HSJ’s exclusive map of delayed transfers of care performance illustrates the full extent of variability across the country in this increasingly important indicator.
As well as allowing comparison between health and wellbeing board areas, it also shows the trend in performance for every area in the country.
Areas shaded green are beating the national rate on DTOCs per 100,000 population over 12 months to November 2015. Areas shaded red have a higher than average rate. Hovering over an area brings up two pieces of data: DTOC rate per population expressed as a percentage of the national average rate; and the percentage change over the past year.
Click on the area to see local performance on delayed transfers over the past two years on the line chart below the map. The trend line represents a rolling total: the most recent point on the trend line aggregates DTOC data from December 2014 to December 2015 inclusive.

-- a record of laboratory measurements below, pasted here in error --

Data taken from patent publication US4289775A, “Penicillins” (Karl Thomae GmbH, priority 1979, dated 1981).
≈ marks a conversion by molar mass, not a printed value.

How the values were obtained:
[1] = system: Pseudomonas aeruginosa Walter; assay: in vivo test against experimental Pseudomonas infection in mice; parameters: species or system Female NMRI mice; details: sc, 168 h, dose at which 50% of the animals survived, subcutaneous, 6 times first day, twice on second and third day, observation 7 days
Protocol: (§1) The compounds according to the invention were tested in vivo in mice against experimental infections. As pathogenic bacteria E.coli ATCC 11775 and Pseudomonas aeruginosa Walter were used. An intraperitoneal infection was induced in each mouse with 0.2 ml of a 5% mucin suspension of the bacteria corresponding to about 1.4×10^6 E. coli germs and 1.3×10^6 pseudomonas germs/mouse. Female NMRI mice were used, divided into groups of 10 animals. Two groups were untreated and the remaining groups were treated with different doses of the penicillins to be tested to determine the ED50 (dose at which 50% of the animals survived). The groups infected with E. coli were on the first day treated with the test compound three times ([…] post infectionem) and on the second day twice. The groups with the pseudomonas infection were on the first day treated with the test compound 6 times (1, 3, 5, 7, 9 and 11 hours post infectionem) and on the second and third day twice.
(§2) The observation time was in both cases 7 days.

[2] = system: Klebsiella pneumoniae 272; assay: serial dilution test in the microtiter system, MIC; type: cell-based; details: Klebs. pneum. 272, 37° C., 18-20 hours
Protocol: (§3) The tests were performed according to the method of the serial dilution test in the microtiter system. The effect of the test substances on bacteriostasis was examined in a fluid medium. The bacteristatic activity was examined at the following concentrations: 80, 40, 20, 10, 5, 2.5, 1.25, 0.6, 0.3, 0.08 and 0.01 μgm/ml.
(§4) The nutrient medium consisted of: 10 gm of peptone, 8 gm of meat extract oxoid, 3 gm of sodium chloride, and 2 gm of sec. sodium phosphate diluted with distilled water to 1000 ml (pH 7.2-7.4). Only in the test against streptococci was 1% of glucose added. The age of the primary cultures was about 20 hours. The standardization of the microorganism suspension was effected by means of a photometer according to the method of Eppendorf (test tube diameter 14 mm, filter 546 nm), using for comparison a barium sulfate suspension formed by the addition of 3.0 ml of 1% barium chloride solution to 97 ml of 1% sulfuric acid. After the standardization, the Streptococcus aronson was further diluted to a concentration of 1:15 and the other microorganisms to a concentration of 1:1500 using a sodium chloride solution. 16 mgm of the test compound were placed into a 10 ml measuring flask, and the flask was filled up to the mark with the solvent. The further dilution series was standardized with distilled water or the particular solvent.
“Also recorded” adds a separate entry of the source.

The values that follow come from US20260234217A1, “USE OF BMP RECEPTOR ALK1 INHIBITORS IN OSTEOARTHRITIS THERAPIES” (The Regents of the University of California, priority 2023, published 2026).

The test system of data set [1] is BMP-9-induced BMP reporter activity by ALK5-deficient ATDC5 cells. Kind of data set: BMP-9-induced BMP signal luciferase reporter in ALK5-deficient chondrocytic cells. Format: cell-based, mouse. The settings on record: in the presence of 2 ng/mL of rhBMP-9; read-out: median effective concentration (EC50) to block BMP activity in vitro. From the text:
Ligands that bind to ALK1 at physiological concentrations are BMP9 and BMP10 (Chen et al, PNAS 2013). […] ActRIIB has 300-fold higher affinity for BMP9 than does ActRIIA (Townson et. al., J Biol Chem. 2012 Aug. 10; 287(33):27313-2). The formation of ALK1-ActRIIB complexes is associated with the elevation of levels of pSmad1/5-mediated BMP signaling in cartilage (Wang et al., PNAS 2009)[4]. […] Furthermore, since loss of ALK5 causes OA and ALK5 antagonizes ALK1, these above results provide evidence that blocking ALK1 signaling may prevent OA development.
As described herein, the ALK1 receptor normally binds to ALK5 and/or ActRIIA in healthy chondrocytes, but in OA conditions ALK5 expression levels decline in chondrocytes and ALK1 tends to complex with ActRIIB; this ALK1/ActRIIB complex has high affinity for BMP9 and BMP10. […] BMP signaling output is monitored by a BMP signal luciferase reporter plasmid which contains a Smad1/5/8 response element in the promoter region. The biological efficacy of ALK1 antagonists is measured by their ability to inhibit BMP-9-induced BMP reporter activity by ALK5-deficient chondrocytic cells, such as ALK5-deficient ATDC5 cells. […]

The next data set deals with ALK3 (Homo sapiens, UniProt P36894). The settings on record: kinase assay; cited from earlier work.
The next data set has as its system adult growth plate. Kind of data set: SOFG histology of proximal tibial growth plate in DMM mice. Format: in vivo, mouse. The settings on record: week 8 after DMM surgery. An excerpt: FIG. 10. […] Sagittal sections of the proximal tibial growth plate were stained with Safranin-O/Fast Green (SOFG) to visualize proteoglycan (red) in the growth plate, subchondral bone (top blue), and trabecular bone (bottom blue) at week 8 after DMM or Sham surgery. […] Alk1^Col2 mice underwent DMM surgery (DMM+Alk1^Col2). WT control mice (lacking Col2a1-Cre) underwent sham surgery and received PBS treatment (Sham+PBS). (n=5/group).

To produce this analysis HSJ used NHS England’s monthly publication of delayed transfers data by local authority area. This maps on to the health and wellbeing board footprint – no clinical commissioning group level data is available. The most recent data available is from November.
The raw data captures the total number of patients medically fit for discharge who are delayed for a day, month by month.
We have adjusted it in two ways: first, we have produced a monthly 12 month rolling total, which aggregates 12 months of data to remove seasonal variation; and second, we have calculated the rate of DTOCs per 100,000 population, to allow comparison between areas and against the national average. Delayed days per 100,000 is the measure that will be used by health and wellbeing boards for their DTOC reduction targets for 2016-17, although it is not yet clear whether this will be a monthly rate or a full year measure.
Analysed: The best and worst regions for delayed transfers of care
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Mapped: How has your region performed on transfers of care?